the four elements of art
Post #27 • May 29, 2003, 4:57 AM
A painting student of mine got into an argument with a conceptual artist friend of his and reported the conversation to me. The conceptual artist criticized his painting, on the grounds that painting has been done before and therefore is not a valid activity. The flaws in this point of view are legion, but instead of dismantling it, I told him the following to clarify the issues. He said that he wished it was written down somewhere. To grant that wish, here it is:
Good art is a successful alignment of materials, technique, composition, and feeling.
What is meant by ‘successful’? Human beings have an ability to respond to things aesthetically. Good art evokes that response in a meaningful, sustained way. Great art evokes it profoundly. Such art is successful.
What is meant by ‘alignment’? When the four elements are present, suited to each other, and working together, they are aligned. Remove materials, and there is no art. Remove technique, and the materials don’t do the bidding of the artist. Remove composition, and the artist’s command amounts to nothing. Remove feeling, and the art becomes lifeless. But even if all are present, they must be appropriate to one another.
Materials, of course, are the matter of the world. Technique is the handling of those materials. Composition is the handling of the technique. Feeling is the capacity of sensation, emotion, and intuition that makes us human.
That is all there is to it.
What about ideas? Ideas are only valuable insofar as they have feeling attached to them. Interesting ideas may make art interesting, but they cannot by themselves make art good.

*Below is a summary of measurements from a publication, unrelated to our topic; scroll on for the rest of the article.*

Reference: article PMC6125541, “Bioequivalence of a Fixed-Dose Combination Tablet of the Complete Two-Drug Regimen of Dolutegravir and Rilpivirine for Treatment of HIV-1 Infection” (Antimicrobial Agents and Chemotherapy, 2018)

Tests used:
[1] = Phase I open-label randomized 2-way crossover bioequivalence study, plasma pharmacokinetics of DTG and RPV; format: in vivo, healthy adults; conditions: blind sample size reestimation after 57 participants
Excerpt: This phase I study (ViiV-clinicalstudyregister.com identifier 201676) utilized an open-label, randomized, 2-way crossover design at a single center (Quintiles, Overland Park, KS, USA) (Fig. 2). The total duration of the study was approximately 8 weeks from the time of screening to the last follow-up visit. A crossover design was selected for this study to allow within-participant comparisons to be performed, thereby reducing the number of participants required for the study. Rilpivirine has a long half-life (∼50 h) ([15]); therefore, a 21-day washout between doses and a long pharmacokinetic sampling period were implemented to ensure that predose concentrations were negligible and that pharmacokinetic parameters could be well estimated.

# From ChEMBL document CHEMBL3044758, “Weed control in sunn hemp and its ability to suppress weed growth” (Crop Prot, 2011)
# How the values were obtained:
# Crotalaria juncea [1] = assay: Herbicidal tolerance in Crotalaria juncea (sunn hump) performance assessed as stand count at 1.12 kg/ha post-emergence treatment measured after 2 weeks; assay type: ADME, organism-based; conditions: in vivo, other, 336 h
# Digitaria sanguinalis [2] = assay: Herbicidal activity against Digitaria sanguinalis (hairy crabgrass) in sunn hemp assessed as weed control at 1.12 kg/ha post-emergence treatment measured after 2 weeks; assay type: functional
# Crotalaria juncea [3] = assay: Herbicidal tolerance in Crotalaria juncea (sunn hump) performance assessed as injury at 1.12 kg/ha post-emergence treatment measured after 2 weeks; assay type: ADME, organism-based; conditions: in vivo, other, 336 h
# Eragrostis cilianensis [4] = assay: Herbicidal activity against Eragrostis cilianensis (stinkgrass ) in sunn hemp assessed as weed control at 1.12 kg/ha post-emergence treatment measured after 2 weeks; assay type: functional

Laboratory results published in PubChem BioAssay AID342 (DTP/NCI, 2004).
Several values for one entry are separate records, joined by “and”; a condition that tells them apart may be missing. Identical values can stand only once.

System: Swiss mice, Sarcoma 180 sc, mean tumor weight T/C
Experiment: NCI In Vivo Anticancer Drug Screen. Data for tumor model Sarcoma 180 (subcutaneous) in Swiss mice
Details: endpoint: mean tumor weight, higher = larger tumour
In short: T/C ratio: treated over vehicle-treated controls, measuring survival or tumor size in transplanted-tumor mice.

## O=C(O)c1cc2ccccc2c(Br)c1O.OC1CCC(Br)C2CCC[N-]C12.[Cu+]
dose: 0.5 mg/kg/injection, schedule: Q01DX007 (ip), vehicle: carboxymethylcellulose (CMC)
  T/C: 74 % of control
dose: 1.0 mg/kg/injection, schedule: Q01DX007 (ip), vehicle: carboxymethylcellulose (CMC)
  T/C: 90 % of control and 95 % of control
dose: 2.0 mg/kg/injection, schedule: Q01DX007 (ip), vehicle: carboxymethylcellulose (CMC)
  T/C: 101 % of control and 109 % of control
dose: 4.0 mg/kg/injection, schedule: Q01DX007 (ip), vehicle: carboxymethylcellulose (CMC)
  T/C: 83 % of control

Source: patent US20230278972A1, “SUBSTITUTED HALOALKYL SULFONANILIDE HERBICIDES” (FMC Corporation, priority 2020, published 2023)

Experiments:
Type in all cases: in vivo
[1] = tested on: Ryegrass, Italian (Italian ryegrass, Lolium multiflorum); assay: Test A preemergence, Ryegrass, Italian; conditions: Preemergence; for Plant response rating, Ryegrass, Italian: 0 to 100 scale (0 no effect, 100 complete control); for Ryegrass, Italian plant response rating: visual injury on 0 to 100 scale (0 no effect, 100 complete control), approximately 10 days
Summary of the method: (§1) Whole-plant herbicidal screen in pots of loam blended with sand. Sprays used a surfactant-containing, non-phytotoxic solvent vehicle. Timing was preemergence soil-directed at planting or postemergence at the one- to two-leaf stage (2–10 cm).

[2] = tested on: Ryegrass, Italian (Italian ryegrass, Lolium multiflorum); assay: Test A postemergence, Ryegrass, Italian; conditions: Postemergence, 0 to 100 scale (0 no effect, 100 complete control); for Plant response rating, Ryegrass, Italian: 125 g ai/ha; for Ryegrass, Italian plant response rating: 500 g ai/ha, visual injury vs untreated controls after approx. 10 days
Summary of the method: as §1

What about originality? Good art advances on its own. Exact duplication of someone else’s effort sours feeling, or precludes it. Doing things differently for its own sake, a kind of duplication in reverse, does the same. Sincerity and self-criticism are more likely to produce originality than anything else.
What about expression? Let’s distinguish feeling from feelings. Feeling is a human trait, a human ability. Feelings are whatever emotions are blowing through one at the moment, few of which are the stuff of art. Good art appeals not just to sensation, but to the capacity for sensation. Feelings ask to be expressed. Feeling only wants to experience.
So ideas, originality, and expression are issues that largely take care of themselves if we work to align materials, technique, composition, and feeling. Art may never be pinned down so easily, the best art certainly not, but that involves things that cannot be willed or even described. These four elements are enough to fill one’s concerns, and great art can result from their skillful arrangement.